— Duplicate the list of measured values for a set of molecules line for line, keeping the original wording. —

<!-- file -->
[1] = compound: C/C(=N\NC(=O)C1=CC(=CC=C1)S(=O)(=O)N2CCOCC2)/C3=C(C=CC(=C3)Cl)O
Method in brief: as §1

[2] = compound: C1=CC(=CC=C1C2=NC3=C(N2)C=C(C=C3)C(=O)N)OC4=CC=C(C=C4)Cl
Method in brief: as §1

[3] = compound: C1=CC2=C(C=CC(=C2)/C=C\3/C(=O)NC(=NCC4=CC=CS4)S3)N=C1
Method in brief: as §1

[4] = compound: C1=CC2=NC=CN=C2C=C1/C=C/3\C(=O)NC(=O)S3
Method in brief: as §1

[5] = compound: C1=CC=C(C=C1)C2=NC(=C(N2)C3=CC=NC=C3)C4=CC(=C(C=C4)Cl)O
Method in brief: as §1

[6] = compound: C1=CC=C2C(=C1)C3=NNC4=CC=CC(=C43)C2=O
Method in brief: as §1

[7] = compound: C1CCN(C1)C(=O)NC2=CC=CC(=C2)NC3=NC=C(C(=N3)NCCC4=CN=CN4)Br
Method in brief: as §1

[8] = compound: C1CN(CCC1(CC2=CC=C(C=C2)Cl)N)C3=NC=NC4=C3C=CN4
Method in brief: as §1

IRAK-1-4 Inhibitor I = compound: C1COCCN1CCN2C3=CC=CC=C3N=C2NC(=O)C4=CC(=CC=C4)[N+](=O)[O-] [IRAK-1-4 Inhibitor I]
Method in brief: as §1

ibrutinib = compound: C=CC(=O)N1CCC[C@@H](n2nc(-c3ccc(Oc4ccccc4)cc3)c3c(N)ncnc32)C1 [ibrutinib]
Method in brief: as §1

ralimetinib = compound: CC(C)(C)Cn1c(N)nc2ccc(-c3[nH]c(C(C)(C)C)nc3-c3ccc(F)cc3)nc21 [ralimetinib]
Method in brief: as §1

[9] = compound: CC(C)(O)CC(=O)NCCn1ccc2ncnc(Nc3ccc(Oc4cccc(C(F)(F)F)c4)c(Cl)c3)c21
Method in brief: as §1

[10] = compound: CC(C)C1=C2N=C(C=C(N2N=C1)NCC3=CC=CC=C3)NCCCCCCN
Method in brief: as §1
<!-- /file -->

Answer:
[1] = compound: C/C(=N\NC(=O)C1=CC(=CC=C1)S(=O)(=O)N2CCOCC2)/C3=C(C=CC(=C3)Cl)O
Method in brief: as §1

[2] = compound: C1=CC(=CC=C1C2=NC3=C(N2)C=C(C=C3)C(=O)N)OC4=CC=C(C=C4)Cl
Method in brief: as §1

[3] = compound: C1=CC2=C(C=CC(=C2)/C=C\3/C(=O)NC(=NCC4=CC=CS4)S3)N=C1
Method in brief: as §1

[4] = compound: C1=CC2=NC=CN=C2C=C1/C=C/3\C(=O)NC(=O)S3
Method in brief: as §1

[5] = compound: C1=CC=C(C=C1)C2=NC(=C(N2)C3=CC=NC=C3)C4=CC(=C(C=C4)Cl)O
Method in brief: as §1

[6] = compound: C1=CC=C2C(=C1)C3=NNC4=CC=CC(=C43)C2=O
Method in brief: as §1

[7] = compound: C1CCN(C1)C(=O)NC2=CC=CC(=C2)NC3=NC=C(C(=N3)NCCC4=CN=CN4)Br
Method in brief: as §1

[8] = compound: C1CN(CCC1(CC2=CC=C(C=C2)Cl)N)C3=NC=NC4=C3C=CN4
Method in brief: as §1

IRAK-1-4 Inhibitor I = compound: C1COCCN1CCN2C3=CC=CC=C3N=C2NC(=O)C4=CC(=CC=C4)[N+](=O)[O-] [IRAK-1-4 Inhibitor I]
Method in brief: as §1

ibrutinib = compound: C=CC(=O)N1CCC[C@@H](n2nc(-c3ccc(Oc4ccccc4)cc3)c3c(N)ncnc32)C1 [ibrutinib]
Method in brief: as §1

ralimetinib = compound: CC(C)(C)Cn1c(N)nc2ccc(-c3[nH]c(C(C)(C)C)nc3-c3ccc(F)cc3)nc21 [ralimetinib]
Method in brief: as §1

[9] = compound: CC(C)(O)CC(=O)NCCn1ccc2ncnc(Nc3ccc(Oc4cccc(C(F)(F)F)c4)c(Cl)c3)c21
Method in brief: as §1

[10] = compound: CC(C)C1=C2N=C(C=C(N2N=C1)NCC3=CC=CC=C3)NCCCCCCN
Method in brief: as §1